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CLASSICAL  July 2001

CLASSICAL July 2001

Subject:

Byron Belt on the Sondheim-Opera Conundrum

From:

Janos Gereben <[log in to unmask]>

Date:

Mon, 23 Jul 2001 15:13:43 -0700

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   CRITIC AT LARGE by Byron Belt
   [Stellar revivals of Stephen Sondheim's "Sweeney Todd" renew
   discussions of what is opera, and do the differences really matter?]

   SAN FRANCISCO - The question of just what makes a stage work with
   music an "opera" has stimulated commentary and arguments since the
   premiere in 1607 of Claudio Monteverdi's "Orfeo," which he termed a
   "dramma per musica" - a drama with music.

   The Monteverdi definition is pretty all-encompassing, which has helped
   keep the subject alive for four centuries.  In our time, the most
   often discussed opera-vs.-Broadway musical has been George Gershwin's
   "Porgy and Bess."

   Years ago, when the Houston Grand Opera production of "Porgy" came to
   Broadway, the news media was split concerning whether the show should
   be reviewed by a drama or a music critic.

   In a splurge of generosity - and possibly to generate some spirited
   controversy - the New York/New Jersey Newhouse newspapers assigned
   both its distinguished drama critic, the late Bill Raidy, and this
   writer to cover the premiere.  There were no special rules, no
   restrictions and no discussions before or during the performance.

   In an unintentional switch, Raidy proclaimed the Gershwin "America's
   greatest opera," while I stated my continuing belief that it is great,
   indeed, but not an opera as we understand the form.

   That the discussion is ongoing and re-ignited every time "Porgy" is
   produced by the Met and other opera companies has now been augmented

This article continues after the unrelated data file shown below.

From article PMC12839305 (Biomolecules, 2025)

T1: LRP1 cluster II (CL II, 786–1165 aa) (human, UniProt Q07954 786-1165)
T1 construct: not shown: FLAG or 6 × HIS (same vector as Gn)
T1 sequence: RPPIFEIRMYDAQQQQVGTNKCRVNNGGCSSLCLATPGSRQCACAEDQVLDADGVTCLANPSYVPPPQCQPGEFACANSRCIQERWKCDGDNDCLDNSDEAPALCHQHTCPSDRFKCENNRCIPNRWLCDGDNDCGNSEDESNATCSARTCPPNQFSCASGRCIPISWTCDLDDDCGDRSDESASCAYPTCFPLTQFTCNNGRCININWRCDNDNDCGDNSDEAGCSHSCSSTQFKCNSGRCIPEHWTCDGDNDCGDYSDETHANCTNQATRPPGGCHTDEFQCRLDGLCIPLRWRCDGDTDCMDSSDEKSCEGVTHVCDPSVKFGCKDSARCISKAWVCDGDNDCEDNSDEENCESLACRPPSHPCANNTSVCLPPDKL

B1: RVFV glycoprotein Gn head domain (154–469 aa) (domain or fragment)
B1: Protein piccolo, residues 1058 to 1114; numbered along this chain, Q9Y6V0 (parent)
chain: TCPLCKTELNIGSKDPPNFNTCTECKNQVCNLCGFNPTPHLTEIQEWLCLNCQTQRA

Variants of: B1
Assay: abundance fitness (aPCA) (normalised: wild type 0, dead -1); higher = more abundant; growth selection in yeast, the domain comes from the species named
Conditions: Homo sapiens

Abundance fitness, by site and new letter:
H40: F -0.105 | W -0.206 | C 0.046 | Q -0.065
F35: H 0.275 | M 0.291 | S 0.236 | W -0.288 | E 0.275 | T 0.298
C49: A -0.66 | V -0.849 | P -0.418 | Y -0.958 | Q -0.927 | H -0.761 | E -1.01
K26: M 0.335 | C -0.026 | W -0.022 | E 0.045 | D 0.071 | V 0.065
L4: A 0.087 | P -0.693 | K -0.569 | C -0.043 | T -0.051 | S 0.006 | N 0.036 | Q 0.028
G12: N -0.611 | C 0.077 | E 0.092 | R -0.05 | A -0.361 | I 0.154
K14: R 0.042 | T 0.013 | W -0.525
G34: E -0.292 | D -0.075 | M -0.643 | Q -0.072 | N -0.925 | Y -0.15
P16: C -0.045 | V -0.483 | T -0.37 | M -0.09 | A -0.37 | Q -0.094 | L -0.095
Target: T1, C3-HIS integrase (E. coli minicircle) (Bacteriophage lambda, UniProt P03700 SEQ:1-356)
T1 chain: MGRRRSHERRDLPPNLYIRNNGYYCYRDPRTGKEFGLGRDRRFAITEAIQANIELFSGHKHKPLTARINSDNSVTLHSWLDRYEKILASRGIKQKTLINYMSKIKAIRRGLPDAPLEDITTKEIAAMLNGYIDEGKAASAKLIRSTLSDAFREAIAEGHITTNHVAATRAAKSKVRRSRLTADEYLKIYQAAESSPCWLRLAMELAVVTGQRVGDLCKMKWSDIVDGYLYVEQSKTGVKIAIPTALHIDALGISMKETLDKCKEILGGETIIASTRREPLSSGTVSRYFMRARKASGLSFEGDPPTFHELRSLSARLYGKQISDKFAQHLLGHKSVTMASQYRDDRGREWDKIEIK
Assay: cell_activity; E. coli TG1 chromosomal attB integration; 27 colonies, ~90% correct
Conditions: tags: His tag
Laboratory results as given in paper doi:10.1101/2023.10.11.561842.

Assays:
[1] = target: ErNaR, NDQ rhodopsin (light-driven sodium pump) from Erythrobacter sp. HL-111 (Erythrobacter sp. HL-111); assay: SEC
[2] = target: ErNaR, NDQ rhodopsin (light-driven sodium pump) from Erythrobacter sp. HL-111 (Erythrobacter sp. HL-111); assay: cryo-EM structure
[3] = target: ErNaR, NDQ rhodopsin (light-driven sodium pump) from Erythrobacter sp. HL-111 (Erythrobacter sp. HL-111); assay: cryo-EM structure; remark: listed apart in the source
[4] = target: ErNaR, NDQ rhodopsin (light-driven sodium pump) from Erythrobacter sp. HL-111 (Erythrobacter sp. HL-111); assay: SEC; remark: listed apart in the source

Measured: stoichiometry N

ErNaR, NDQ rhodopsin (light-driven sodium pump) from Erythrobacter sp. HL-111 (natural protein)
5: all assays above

by the claims by many that the bulk of the musical compositions of
   Sondheim are something more than musicals, and quite possibly should
   be considered to be operas.

   The composer himself has said in relation to the 70th birthday concert
   staging of "Sweeney Todd" by the New York Philharmonic, followed here
   as part of the San Francisco Symphony's "Summer in the City Pops
   Concerts," that he is indifferent as to what people decide to call
   his works.

   Sondheim noted that "I have often said an opera is something that's
   performed in an opera house, in front of an opera audience - that's
   what distinguishes it."

   Continuing his discussion with the press here, Sondheim said "If I
   had to label 'Sweeney Todd,' I would say it is an operetta, a black,
   a dark operetta.  I just find labelling unimportant and uninteresting.
   If you want to call it an opera, fine; it's certainly not about
   inventing a new form, its just (that) content dictates form."

   Other than the quality of the work itself, what has spurred renewed
   interest in "Sweeney Todd" and the possibility that it might be one
   of the great American operas, is the sheer inventiveness and quality
   of the staged concert presentations at Lincoln Center and here.

   Crucial ingredients were the same in both cities.  The dominant stars
   were George Hearn in the title role and Patti LuPone as Mrs. Lovett,
   the baker of "The Worst Pies in London," the quality of which seems
   to go up when she discovers she can make good use of the bodies of
   those destroyed by "The Demon Barber of Fleet Street," as Todd is
   described in the sub-title.

   The cast was outstanding in every instance.Included were the lovely
   soprano of Lisa Vroman, the tenor of John Aler and the darker voices
   of Davis Gaines, Timothy Nolen, Stanford Olsen, among those who stood
   out most vividly.

   Transforming orchestra stages into theatrical space was stunningly
   achieved by director Lonny Price and the lighting genius of Greg
   Brunton.  Andrew Litton conducted the New York Philharmonic and
   chorus, while Rob Fisher led the San Francisco Symphony and Vance
   George's superb chorus.

   For readers who want to consider and enjoy "Sweeney Todd," the New
   York performance is available on the Philharmonic's own CD label,
   and the performances here were taped by EMK Productions for television
   and home video.

   While the sound CDs are available now, the film version may be worth
   the wait - especially for those who wish to consider the matter of
   opera and/or musical comedy.

Janos Gereben/SF
[log in to unmask]

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